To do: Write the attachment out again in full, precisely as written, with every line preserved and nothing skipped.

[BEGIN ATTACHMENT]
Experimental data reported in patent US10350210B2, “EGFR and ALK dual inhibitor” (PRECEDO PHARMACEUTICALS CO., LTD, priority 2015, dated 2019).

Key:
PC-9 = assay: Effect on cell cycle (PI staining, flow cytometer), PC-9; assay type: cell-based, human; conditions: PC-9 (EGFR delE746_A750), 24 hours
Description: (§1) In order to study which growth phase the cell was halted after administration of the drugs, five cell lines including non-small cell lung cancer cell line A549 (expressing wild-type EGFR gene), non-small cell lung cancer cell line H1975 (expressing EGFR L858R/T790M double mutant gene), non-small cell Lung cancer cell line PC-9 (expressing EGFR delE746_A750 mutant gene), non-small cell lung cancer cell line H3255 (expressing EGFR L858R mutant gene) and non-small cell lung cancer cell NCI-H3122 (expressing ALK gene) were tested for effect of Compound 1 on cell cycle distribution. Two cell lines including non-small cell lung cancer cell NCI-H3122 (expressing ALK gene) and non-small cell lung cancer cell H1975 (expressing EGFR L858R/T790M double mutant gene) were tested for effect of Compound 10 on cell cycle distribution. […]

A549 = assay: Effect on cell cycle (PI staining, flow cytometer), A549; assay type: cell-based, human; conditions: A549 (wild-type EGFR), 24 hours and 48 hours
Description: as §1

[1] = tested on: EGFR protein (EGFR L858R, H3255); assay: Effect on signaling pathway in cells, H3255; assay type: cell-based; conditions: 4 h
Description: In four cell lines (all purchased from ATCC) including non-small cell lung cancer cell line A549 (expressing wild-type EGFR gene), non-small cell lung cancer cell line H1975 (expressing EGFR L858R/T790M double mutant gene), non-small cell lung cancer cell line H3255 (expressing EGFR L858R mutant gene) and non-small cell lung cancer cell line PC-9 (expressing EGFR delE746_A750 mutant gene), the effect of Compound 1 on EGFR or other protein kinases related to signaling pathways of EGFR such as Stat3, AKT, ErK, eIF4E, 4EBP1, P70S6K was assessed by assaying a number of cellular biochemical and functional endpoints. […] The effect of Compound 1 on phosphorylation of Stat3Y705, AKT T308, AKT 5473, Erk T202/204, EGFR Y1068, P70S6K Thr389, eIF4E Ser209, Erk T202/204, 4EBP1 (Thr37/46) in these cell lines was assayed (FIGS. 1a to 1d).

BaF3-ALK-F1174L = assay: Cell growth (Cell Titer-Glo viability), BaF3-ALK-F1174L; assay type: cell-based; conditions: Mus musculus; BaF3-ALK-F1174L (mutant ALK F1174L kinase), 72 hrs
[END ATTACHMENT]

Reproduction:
Experimental data reported in patent US10350210B2, “EGFR and ALK dual inhibitor” (PRECEDO PHARMACEUTICALS CO., LTD, priority 2015, dated 2019).

Key:
PC-9 = assay: Effect on cell cycle (PI staining, flow cytometer), PC-9; assay type: cell-based, human; conditions: PC-9 (EGFR delE746_A750), 24 hours
Description: (§1) In order to study which growth phase the cell was halted after administration of the drugs, five cell lines including non-small cell lung cancer cell line A549 (expressing wild-type EGFR gene), non-small cell lung cancer cell line H1975 (expressing EGFR L858R/T790M double mutant gene), non-small cell Lung cancer cell line PC-9 (expressing EGFR delE746_A750 mutant gene), non-small cell lung cancer cell line H3255 (expressing EGFR L858R mutant gene) and non-small cell lung cancer cell NCI-H3122 (expressing ALK gene) were tested for effect of Compound 1 on cell cycle distribution. Two cell lines including non-small cell lung cancer cell NCI-H3122 (expressing ALK gene) and non-small cell lung cancer cell H1975 (expressing EGFR L858R/T790M double mutant gene) were tested for effect of Compound 10 on cell cycle distribution. […]

A549 = assay: Effect on cell cycle (PI staining, flow cytometer), A549; assay type: cell-based, human; conditions: A549 (wild-type EGFR), 24 hours and 48 hours
Description: as §1

[1] = tested on: EGFR protein (EGFR L858R, H3255); assay: Effect on signaling pathway in cells, H3255; assay type: cell-based; conditions: 4 h
Description: In four cell lines (all purchased from ATCC) including non-small cell lung cancer cell line A549 (expressing wild-type EGFR gene), non-small cell lung cancer cell line H1975 (expressing EGFR L858R/T790M double mutant gene), non-small cell lung cancer cell line H3255 (expressing EGFR L858R mutant gene) and non-small cell lung cancer cell line PC-9 (expressing EGFR delE746_A750 mutant gene), the effect of Compound 1 on EGFR or other protein kinases related to signaling pathways of EGFR such as Stat3, AKT, ErK, eIF4E, 4EBP1, P70S6K was assessed by assaying a number of cellular biochemical and functional endpoints. […] The effect of Compound 1 on phosphorylation of Stat3Y705, AKT T308, AKT 5473, Erk T202/204, EGFR Y1068, P70S6K Thr389, eIF4E Ser209, Erk T202/204, 4EBP1 (Thr37/46) in these cell lines was assayed (FIGS. 1a to 1d).

BaF3-ALK-F1174L = assay: Cell growth (Cell Titer-Glo viability), BaF3-ALK-F1174L; assay type: cell-based; conditions: Mus musculus; BaF3-ALK-F1174L (mutant ALK F1174L kinase), 72 hrs